Fish for Nutrition
Title: Improving Food and Nutrition Security of Vulnerable Population in Kismayo through Access to Fishery Products
Commissioned by: German Federal Ministry for Economic Cooperation and Development (BMZ)
Lead executing agency: Ministry of Planning and International Affairs
Overall term: 2017 to 2021
Somalia has the longest coastline of any country in Africa, stretching for more than 3,330 km. Despite an abundance of marine resources, however, it has one of the world’s lowest per capita rates of fish consumption. Although no sophisticated fishing techniques are required to achieve good catches of tuna, mackerel, lobsters or shrimps, Somalis are traditionally unaccustomed to fishing or eating fish. This is particularly surprising as Somalia is one of the most food insecure countries in the world, and fish would be relatively easy to access for many. Other challenges which exacerbate the situation include a lack of market outlets and extensive post-catch losses due to poor handling and the lack of a cold-chain. Moreover, a lack of policies, regulations and surveillance have resulted in high levels of illegal, unreported and unregulated fishing activity, which cause serious economic losses and further reduce the availability of fish to local people.
Better access to fishery products has improved the food and nutrition security of returning refugees, internally displaced persons and vulnerable residents in Kismayo.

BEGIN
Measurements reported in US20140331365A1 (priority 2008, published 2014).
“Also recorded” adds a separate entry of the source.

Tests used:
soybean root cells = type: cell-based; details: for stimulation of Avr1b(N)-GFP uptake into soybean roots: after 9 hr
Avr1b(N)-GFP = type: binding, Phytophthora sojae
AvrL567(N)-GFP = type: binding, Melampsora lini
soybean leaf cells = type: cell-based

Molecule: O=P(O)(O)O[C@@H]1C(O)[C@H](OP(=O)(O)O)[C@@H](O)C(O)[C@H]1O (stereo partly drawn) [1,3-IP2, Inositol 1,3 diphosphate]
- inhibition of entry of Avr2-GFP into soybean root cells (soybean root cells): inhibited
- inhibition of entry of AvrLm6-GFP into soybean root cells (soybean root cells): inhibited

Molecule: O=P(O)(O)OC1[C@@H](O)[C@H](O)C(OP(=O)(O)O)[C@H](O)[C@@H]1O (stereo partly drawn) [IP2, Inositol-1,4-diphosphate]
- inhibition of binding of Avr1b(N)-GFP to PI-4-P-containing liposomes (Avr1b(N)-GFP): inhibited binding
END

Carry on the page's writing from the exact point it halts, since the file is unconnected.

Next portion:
In an integrated approach, all the project’s measures address internally displaced people in Somalia and refugees returning from Yemen and Kenya, as well as the vulnerable host communities, without discrimination.
The project pursues a threefold strategy that is in line with government policies. Firstly, it uses media campaigns and complementary activities to raise awareness about the benefits of eating fish. It then supports technology transfer and capacity development measures that increase the availability of fish products by improving processing, preserving and marketing activities. And thirdly, it is working to restore social and productive infrastructure. This includes the expansion of basic health care facilities, enabling them to provide nutrition counselling, and the rehabilitation of general markets with sales outlets for fish products.
To carry out these activities, GIZ is cooperating with local and international organisations as well as governmental institutions.